LONDON, United Kingdom — Welcome to episode six of Drive, BoF’s new podcast series featuring fashion’s most dynamic entrepreneurs discussing the special kind of resilience it takes to build a global fashion business, delivered by DHL.
In this episode, BoF’s Imran Amed sits down with Tom Chapman, who, together with his wife and business partner Ruth, turned a boutique in Wimbledon into a world leading e-commerce site and retail innovator. Tom and Ruth stepped down as joint chief executives in 2015, although remain the company’s joint chairmen. Two years later, the site was acquired by Apax Partners following a fierce bidding war for the luxury e-tailer. Apax took a majority stake of the company, which valued the company at $1 billion.
To drive its growth and eventual sale, the couple combined their talent as merchants with a willingness to break the rules of traditional retail to transform a collection of brick-and-mortar stores in London into a global e-commerce business that has flourished in a highly competitive space. “You have to have a vision of what you’re going to do, and you have to deliver that vision,” says the co-founder and joint chair. “I didn’t want to face these conversations with loads of other retail, loads of other brands, so we just stepped away from them,” says Tom Chapman.
MatchesFashion developed a buying strategy with a unique point of view, setting the company’s offering apart from the blander buys of its rivals, especially major department stores which have become increasingly undifferentiated. “You need to keep the magic of the business, you need to keep its personality, you need to keep its DNA of what it is. You need to accept the fact that sometimes, things just don’t have the return they should, but you need to have that representation to really be creative and to create a point of difference,” he continues.
When it comes to logistics, the company has also done the hard work of mastering global distribution and continues to innovate with services like 90-minute delivery in central London. The result has been a business with a trusted brand and a high-quality customer experience — something that is not easy to replicate. The e-commerce site, which currently draws around 3 million monthly visits, generates 95 percent of the company’s revenue — with 85 percent of that coming from outside the UK.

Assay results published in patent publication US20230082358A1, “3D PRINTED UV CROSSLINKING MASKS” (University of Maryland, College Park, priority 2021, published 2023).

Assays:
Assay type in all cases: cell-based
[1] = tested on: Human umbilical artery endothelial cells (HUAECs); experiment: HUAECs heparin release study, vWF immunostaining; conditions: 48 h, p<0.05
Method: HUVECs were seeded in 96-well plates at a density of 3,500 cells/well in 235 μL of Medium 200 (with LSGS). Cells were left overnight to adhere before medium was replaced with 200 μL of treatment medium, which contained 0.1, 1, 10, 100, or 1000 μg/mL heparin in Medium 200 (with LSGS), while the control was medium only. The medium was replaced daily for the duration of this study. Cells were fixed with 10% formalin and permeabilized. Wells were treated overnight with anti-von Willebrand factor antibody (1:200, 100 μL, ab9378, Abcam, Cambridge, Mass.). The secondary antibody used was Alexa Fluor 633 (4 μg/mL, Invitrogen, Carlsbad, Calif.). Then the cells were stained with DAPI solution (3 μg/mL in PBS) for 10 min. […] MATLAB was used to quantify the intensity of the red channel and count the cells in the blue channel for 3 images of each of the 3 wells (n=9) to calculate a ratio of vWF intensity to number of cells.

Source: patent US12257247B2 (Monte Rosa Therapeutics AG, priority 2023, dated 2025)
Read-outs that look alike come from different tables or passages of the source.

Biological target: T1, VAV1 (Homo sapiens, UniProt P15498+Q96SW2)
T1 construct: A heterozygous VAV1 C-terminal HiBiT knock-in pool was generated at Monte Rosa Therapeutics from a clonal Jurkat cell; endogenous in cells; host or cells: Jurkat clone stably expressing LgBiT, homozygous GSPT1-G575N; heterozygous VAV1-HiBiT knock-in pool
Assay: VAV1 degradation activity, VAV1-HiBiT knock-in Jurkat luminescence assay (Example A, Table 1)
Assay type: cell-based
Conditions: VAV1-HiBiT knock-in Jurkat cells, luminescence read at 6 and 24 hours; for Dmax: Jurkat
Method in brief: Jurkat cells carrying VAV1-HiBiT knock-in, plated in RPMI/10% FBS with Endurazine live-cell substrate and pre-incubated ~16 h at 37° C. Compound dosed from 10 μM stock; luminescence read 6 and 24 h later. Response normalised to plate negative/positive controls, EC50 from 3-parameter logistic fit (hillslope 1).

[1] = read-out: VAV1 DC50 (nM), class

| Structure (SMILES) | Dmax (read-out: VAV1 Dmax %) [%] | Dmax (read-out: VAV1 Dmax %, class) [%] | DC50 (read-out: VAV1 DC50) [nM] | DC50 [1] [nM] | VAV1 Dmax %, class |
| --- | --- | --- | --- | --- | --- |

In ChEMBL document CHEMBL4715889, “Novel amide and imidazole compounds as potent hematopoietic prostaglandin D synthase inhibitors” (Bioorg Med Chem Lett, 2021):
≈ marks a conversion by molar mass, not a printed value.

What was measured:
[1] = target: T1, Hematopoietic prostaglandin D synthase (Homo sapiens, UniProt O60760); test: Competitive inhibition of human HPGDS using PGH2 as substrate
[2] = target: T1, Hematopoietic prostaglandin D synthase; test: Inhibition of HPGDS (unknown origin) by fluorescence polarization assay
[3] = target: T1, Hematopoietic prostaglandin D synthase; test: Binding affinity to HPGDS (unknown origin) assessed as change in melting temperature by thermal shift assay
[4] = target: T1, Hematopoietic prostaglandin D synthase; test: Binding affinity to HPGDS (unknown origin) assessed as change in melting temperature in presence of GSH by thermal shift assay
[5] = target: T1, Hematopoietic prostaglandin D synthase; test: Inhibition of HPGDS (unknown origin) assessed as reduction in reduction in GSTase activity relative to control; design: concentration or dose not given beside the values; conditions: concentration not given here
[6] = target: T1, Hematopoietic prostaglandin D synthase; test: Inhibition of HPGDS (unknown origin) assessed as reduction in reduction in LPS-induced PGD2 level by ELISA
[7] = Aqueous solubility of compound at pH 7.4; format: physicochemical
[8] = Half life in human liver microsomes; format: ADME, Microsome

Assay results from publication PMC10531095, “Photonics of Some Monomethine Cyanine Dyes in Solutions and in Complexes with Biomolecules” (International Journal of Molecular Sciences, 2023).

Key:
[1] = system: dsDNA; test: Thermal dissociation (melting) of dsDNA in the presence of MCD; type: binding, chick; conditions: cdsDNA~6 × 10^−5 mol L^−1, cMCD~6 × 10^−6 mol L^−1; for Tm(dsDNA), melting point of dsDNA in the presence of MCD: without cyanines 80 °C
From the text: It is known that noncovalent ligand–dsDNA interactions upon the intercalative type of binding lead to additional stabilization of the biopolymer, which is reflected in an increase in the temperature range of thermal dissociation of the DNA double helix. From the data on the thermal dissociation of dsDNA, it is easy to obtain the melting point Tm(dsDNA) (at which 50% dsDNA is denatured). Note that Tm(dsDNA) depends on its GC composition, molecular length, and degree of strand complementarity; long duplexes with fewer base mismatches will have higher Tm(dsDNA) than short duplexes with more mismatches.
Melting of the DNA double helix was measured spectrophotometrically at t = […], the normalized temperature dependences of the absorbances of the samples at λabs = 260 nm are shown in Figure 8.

“I felt that if we were going to have customers who were living in Notting Hill, and they were going to be in Hong Kong, or they were going to be on holiday, or commuting, we should be able to supply them wherever they were in the world,” explains Chapman. With this global outlook, MatchesFashion’s revenue continues to rise, with the 2017 fiscal year revealing a 44 percent revenue increase to £293 million, which the company attributed to strong results in the US.
“I use this term, which is ‘magic in logic’ and I feel strongly that we’ve always driven our business with this balance,” says Chapman. “The selection, the curation, the storytelling and the logic of all the data — how do you marry those effectively? Because often, the logic tells you not to do something. Looking back, I would say there was no specific long-term strategy: ‘Let’s launch online and let’s grow into a global international business.’ The decisions we made have always been customer-focused decisions.”
It is that ability to focus on your consumers, as well as a special kind of passion, resilience and discipline, that create a sustainable global enterprise. Something we call Drive.
We hope you enjoy Episode 6!
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